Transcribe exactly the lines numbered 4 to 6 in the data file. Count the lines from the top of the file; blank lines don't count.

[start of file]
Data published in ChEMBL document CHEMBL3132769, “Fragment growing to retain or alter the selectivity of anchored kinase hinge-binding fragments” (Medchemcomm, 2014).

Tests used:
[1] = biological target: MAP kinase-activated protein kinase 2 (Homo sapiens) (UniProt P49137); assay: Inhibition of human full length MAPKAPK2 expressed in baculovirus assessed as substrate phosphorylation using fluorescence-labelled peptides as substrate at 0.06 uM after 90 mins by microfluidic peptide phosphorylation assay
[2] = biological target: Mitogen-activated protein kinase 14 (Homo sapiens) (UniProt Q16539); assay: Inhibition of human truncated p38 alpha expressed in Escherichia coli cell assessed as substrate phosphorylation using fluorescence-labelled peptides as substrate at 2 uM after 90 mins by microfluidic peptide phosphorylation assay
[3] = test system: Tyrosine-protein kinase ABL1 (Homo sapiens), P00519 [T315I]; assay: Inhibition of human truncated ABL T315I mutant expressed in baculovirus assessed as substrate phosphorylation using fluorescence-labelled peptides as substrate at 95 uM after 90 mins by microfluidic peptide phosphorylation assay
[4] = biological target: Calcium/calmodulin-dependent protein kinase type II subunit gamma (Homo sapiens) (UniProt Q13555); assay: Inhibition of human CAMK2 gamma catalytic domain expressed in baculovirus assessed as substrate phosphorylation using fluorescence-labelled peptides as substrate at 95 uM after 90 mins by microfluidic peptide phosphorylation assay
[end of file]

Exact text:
[2] = biological target: Mitogen-activated protein kinase 14 (Homo sapiens) (UniProt Q16539); assay: Inhibition of human truncated p38 alpha expressed in Escherichia coli cell assessed as substrate phosphorylation using fluorescence-labelled peptides as substrate at 2 uM after 90 mins by microfluidic peptide phosphorylation assay
[3] = test system: Tyrosine-protein kinase ABL1 (Homo sapiens), P00519 [T315I]; assay: Inhibition of human truncated ABL T315I mutant expressed in baculovirus assessed as substrate phosphorylation using fluorescence-labelled peptides as substrate at 95 uM after 90 mins by microfluidic peptide phosphorylation assay
[4] = biological target: Calcium/calmodulin-dependent protein kinase type II subunit gamma (Homo sapiens) (UniProt Q13555); assay: Inhibition of human CAMK2 gamma catalytic domain expressed in baculovirus assessed as substrate phosphorylation using fluorescence-labelled peptides as substrate at 95 uM after 90 mins by microfluidic peptide phosphorylation assay